Growing Pains

growing pains tv.jpg

(Not the TV show. )

Update: Wally and I are still together. A couple of days ago, my right foot felt better. I wore two matching shoes. I guess I cheated on Wally. Don’t tell him. My foot hurt a little, but it was nice to feel like I had a cohesive outfit on. It’s getting better. I’m doing deeper stretches and it seems to help.

I’ve realized something. Our house, the one that my dad and stepmom used to own, probably won’t be a showplace anymore. Jonathon and I both work full-time. We have 2 kids who live with us, and 3 pets, also living with us full-time. Between the extensive grounds and 3,000 square feet of house, it’s a lot. Can I enjoy what is and work on things as I’m able, or will I succumb to the pressure of perfectionism? Stay tuned.

Jonathon and I spent some time praying about it, feeling a bit overwhelmed. As we prayed, I felt like the Lord impressed two words on me: growing pains. Aha! Well, that makes sense. We’ve never had such a large, beautiful home and yard before. We don’t know how to manage it all. This means we’re going to have to grow into it, like kids growing into new clothes. We have to roll up our pants and sleeves until our limbs lengthen. We’re excited to wear them, but might need to wait a few months before they fit correctly.

Then we went to church. My brother preached on – you guessed it – growing pains. Seemed a confirmation of sorts. The context was parenting, but the idea is the same. We need to help our kids grow, through gracious love and correction, into the people God created them to be. Shouldn’t that extend to ourselves as well? We’re called the children of God, after all. I’m learning. For sure and for certain, it takes me *forever*, but I’m learning. I’m never going to be perfect. Never. Only one person who ever was, and we crucified Him. It was for the best reason, to bring us into relationship with the Father, but still. Something to think about.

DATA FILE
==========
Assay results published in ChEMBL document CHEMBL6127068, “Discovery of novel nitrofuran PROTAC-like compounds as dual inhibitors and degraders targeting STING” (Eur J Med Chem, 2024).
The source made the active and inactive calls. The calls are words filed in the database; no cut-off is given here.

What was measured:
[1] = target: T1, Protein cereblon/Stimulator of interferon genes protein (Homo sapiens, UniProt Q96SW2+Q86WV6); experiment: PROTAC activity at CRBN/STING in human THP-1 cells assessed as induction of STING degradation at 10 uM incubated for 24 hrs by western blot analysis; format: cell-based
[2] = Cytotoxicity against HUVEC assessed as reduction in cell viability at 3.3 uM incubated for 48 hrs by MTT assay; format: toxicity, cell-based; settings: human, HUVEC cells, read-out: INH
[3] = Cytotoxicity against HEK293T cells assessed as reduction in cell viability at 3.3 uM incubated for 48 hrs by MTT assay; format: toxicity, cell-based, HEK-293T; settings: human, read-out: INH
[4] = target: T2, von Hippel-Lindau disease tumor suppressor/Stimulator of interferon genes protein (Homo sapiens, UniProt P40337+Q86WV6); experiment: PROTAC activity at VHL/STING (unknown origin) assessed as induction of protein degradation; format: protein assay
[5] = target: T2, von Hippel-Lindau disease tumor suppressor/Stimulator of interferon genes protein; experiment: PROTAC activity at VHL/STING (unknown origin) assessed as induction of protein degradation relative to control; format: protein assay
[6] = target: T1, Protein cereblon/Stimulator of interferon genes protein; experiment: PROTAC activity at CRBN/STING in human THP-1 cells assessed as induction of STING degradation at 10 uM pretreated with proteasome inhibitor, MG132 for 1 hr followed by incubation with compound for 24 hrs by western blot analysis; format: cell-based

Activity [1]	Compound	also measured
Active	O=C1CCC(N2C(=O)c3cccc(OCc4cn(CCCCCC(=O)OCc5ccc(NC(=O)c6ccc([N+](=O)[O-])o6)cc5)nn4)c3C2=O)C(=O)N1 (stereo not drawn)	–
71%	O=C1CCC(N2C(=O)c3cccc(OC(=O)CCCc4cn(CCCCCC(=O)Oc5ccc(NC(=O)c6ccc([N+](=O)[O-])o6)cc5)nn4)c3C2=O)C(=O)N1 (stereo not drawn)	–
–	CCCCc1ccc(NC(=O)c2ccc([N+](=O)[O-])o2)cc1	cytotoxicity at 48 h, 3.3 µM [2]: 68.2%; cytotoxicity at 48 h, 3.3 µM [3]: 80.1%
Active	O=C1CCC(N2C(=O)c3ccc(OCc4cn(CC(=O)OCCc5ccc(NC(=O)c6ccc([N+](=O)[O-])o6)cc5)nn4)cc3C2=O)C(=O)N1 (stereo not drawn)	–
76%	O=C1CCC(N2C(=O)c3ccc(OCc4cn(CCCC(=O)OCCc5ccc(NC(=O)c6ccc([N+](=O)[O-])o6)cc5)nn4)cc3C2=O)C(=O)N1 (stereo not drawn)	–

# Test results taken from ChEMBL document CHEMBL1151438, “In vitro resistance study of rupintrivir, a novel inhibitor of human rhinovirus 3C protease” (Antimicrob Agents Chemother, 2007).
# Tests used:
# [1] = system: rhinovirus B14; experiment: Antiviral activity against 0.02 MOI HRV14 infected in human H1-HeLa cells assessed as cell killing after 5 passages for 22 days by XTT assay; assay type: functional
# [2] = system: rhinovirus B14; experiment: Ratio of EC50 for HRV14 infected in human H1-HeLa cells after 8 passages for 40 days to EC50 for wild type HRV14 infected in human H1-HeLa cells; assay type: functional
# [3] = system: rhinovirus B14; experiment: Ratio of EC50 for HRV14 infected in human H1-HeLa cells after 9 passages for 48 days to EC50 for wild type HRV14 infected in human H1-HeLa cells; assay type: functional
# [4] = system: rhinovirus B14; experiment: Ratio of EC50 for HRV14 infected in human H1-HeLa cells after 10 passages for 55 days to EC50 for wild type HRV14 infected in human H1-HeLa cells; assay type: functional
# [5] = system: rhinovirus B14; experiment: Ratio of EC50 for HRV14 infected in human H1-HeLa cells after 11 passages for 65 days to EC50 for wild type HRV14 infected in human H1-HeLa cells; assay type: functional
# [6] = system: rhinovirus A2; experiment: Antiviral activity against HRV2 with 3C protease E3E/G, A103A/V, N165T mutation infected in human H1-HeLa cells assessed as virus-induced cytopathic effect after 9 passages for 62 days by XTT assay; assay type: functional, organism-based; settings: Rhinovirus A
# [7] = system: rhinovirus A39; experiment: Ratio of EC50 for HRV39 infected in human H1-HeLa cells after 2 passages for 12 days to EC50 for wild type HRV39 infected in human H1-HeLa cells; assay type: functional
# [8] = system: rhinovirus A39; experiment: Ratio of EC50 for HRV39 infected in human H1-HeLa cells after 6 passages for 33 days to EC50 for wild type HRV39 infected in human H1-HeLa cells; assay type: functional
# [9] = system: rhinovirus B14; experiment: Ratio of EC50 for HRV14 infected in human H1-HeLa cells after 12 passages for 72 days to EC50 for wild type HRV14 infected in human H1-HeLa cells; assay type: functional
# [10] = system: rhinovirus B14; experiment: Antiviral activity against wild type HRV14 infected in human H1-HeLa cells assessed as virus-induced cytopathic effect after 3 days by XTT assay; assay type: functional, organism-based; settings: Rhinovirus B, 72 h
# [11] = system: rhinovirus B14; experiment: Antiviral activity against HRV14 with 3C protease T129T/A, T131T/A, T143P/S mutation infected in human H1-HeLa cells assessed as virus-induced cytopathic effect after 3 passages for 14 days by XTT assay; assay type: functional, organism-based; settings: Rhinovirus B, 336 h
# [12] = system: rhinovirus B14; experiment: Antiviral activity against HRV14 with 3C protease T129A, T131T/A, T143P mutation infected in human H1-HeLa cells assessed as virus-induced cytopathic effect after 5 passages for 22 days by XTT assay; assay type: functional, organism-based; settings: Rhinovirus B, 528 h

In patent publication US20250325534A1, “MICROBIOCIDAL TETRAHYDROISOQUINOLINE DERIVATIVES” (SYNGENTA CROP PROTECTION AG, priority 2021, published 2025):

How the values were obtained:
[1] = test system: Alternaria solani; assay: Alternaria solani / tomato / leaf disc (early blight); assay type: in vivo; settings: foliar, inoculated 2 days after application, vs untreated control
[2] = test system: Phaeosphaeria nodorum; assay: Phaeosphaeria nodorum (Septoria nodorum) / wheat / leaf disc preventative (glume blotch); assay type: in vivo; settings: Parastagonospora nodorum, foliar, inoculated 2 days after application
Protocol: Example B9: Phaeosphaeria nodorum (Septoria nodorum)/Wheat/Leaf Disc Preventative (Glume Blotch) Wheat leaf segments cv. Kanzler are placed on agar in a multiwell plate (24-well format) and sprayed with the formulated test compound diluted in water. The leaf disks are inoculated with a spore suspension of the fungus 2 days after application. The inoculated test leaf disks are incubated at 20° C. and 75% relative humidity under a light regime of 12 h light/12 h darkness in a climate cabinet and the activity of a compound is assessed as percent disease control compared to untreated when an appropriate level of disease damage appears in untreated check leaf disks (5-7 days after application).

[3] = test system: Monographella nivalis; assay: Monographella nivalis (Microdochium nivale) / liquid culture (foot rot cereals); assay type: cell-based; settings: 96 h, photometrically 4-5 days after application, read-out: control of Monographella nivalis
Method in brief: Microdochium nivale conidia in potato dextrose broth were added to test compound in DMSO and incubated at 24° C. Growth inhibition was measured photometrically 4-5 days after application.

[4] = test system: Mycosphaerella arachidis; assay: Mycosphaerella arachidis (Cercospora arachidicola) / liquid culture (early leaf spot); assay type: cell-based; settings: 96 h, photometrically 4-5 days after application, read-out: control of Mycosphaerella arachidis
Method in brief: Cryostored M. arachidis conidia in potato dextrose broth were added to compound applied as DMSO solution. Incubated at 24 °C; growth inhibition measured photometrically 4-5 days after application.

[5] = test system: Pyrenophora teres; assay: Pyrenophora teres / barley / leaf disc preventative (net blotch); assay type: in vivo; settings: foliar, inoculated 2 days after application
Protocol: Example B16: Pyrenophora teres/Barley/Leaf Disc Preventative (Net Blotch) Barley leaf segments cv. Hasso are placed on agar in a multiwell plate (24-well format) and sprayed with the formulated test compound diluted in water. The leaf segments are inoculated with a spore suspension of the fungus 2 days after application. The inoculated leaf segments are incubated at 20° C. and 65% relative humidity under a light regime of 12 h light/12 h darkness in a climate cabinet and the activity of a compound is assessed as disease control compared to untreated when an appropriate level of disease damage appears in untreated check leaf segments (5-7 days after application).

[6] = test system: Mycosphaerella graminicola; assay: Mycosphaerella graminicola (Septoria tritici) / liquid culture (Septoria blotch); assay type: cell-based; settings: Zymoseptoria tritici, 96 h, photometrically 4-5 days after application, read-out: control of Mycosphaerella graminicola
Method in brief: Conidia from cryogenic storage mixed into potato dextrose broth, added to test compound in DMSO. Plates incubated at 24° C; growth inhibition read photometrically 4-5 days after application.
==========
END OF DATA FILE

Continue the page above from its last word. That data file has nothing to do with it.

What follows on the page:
So today, right now, I leave regrets behind. I let fall away all the old things. The dead things, including the failed attempts at relationships, activities, jobs, etc. I want to be free. I want to be able to love and serve in the present, not weighted down with baggage and wishes.

Both wearing Wally and living in this new residence have caused me to rethink my ways, to slow down and consider. I’m taking a breath. In Christ, I can extend grace and patience as I get better and as we figure out the best ways to dwell anew. 


grace made perfect.jpg




Faulty Filter


Yesterday, I read about a gal named Rebecca Jane Stokes who got fat-shamed on the subway. In case you don’t know what that is, it’s when you’re fat and someone shames you. Ta-da! Usually, it’s about what you’re wearing or eating at the time. Like, “If only you lost some weight, that dress would actually look good on you! Such a pretty face.”

You get the idea. It’s an ugly form of communication.

In this case, the young woman in question was carrying a box of freshly baked cookies home to share with her roommate. You can read the original article here. Warning: the article contains profanity. I understand her response to the lady who addressed her.

‘I looked up and she said “You’re so lucky, just eating whatever you want and not caring. I’m a dancer so I can’t do that.” ‘

As someone who has struggled with self-esteem and has never been traditionally skinny/scrawny/underweight, I felt her shame.